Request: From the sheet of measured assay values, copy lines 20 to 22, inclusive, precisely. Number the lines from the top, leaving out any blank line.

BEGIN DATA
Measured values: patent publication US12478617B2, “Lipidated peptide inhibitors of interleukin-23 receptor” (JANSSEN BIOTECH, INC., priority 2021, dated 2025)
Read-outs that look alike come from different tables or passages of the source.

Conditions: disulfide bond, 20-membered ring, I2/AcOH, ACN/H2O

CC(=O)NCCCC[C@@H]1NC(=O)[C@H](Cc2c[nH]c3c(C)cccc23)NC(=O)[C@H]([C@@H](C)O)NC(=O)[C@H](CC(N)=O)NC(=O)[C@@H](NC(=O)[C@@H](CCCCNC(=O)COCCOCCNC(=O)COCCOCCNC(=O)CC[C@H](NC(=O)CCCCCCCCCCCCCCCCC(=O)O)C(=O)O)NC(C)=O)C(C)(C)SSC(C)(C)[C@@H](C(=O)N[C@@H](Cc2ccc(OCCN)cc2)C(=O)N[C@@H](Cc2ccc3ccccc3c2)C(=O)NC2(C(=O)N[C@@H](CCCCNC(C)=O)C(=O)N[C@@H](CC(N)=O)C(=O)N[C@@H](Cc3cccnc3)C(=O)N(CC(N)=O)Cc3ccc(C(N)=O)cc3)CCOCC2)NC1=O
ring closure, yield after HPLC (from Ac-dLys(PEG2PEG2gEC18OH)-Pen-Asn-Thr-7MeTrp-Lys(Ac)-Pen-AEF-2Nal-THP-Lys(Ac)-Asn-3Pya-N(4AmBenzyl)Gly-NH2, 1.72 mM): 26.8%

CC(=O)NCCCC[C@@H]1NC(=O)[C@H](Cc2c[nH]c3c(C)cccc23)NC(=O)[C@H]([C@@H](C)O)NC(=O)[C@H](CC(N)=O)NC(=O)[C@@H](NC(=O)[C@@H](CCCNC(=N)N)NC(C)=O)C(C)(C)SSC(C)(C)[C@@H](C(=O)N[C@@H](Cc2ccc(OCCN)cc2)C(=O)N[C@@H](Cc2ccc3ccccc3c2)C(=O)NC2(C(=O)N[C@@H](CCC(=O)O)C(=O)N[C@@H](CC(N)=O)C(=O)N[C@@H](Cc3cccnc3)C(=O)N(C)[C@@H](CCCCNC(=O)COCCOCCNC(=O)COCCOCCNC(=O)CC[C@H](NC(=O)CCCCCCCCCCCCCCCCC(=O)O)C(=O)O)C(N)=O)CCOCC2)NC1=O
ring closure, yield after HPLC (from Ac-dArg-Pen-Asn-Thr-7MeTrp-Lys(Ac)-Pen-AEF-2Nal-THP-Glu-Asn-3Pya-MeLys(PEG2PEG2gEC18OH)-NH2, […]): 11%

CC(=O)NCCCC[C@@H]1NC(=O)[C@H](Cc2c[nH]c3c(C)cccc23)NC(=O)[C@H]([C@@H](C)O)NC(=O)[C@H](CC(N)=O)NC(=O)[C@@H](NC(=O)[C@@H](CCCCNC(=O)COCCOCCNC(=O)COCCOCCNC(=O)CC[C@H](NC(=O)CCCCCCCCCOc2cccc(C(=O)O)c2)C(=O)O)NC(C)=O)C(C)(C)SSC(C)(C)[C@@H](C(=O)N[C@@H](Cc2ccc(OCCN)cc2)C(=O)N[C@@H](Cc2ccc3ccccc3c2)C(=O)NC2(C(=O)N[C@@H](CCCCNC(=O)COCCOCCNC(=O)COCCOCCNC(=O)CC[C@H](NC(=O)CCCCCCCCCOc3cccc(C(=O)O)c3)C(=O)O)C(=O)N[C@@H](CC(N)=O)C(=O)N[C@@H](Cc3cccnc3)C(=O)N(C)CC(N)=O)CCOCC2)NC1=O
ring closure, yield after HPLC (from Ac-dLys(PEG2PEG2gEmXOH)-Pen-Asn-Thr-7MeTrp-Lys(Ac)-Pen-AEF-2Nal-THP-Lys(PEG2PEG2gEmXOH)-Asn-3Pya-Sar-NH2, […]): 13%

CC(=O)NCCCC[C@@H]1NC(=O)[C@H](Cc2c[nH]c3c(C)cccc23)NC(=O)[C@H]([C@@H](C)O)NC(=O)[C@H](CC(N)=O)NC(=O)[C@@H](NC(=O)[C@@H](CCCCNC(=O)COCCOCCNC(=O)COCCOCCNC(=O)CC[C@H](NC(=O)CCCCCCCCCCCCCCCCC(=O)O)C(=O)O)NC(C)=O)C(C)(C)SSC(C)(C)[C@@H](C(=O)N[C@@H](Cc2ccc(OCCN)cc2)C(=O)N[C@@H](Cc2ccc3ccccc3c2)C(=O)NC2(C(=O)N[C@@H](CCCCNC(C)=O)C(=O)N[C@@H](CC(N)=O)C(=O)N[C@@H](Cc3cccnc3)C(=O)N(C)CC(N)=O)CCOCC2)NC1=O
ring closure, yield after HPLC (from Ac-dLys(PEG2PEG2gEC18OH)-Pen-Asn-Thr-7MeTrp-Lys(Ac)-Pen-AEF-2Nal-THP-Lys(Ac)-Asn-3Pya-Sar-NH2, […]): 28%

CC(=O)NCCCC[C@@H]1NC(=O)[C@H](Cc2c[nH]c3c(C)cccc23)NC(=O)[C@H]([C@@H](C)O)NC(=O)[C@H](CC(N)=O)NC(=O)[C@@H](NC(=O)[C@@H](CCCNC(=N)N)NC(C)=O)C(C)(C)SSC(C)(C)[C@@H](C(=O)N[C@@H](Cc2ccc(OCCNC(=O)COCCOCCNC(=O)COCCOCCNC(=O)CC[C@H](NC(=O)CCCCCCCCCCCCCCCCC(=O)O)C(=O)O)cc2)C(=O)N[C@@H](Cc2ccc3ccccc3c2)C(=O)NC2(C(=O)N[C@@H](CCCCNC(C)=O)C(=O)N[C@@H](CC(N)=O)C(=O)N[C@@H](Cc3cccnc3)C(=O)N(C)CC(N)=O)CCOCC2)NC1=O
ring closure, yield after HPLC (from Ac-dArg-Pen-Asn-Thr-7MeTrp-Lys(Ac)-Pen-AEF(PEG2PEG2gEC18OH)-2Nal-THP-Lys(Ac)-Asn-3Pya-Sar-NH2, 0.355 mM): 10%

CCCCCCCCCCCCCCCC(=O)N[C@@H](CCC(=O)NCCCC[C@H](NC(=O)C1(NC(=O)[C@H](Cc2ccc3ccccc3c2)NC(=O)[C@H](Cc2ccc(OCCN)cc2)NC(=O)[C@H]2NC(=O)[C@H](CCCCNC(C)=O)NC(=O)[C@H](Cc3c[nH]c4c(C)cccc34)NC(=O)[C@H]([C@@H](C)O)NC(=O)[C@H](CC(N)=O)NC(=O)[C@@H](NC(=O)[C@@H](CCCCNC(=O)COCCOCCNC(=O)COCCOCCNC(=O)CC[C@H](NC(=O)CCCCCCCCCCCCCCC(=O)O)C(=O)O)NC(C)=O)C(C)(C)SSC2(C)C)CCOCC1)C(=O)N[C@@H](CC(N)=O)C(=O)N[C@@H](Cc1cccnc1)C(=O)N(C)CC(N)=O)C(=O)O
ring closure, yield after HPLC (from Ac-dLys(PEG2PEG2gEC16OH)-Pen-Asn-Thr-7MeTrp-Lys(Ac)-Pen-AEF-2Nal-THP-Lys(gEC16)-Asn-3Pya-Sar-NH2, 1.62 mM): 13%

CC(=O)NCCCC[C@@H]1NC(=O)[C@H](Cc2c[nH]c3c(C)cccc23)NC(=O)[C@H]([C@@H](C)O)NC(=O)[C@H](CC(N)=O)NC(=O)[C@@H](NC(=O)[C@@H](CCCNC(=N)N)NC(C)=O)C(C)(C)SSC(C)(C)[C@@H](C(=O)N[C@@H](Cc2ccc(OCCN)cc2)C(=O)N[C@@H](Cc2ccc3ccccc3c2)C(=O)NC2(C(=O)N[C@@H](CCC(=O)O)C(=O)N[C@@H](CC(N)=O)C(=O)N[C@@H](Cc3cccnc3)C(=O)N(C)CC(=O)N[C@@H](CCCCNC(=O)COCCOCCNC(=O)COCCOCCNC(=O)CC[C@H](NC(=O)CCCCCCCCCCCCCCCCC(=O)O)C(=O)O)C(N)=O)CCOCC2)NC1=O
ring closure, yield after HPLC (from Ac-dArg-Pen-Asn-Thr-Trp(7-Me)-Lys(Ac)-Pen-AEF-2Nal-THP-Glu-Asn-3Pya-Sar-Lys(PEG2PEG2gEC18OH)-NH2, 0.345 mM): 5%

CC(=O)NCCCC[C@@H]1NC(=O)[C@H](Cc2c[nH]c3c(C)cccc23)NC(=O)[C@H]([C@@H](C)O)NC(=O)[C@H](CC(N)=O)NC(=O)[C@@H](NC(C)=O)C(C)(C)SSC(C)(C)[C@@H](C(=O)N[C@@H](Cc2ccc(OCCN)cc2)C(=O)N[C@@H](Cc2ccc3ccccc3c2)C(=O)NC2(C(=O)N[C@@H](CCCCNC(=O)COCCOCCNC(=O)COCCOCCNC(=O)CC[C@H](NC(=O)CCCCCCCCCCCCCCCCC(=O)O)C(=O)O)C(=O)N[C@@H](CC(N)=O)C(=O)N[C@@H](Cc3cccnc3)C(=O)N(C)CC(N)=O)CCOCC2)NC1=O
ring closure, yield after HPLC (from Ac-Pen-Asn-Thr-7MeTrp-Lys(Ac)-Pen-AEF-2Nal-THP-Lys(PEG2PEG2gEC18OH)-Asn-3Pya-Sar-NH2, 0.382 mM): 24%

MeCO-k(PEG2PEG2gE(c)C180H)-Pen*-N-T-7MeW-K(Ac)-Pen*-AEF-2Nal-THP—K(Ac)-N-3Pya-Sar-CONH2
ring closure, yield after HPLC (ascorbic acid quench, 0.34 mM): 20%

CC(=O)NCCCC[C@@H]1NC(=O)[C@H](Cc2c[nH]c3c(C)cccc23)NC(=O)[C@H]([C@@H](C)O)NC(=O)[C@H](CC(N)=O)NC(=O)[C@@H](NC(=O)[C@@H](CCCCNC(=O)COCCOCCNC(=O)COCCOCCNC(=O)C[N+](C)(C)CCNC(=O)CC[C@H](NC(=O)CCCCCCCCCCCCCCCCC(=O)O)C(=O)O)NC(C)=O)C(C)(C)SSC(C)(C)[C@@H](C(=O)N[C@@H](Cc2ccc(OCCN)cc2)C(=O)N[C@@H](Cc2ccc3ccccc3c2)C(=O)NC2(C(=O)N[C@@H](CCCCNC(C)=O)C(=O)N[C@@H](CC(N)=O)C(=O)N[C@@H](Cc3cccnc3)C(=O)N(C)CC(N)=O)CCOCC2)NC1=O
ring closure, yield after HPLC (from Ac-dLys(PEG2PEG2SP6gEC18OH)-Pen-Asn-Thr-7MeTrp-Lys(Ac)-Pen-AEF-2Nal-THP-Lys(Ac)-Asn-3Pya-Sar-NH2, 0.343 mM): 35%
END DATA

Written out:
MeCO-k(PEG2PEG2gE(c)C180H)-Pen*-N-T-7MeW-K(Ac)-Pen*-AEF-2Nal-THP—K(Ac)-N-3Pya-Sar-CONH2
ring closure, yield after HPLC (ascorbic acid quench, 0.34 mM): 20%

CC(=O)NCCCC[C@@H]1NC(=O)[C@H](Cc2c[nH]c3c(C)cccc23)NC(=O)[C@H]([C@@H](C)O)NC(=O)[C@H](CC(N)=O)NC(=O)[C@@H](NC(=O)[C@@H](CCCCNC(=O)COCCOCCNC(=O)COCCOCCNC(=O)C[N+](C)(C)CCNC(=O)CC[C@H](NC(=O)CCCCCCCCCCCCCCCCC(=O)O)C(=O)O)NC(C)=O)C(C)(C)SSC(C)(C)[C@@H](C(=O)N[C@@H](Cc2ccc(OCCN)cc2)C(=O)N[C@@H](Cc2ccc3ccccc3c2)C(=O)NC2(C(=O)N[C@@H](CCCCNC(C)=O)C(=O)N[C@@H](CC(N)=O)C(=O)N[C@@H](Cc3cccnc3)C(=O)N(C)CC(N)=O)CCOCC2)NC1=O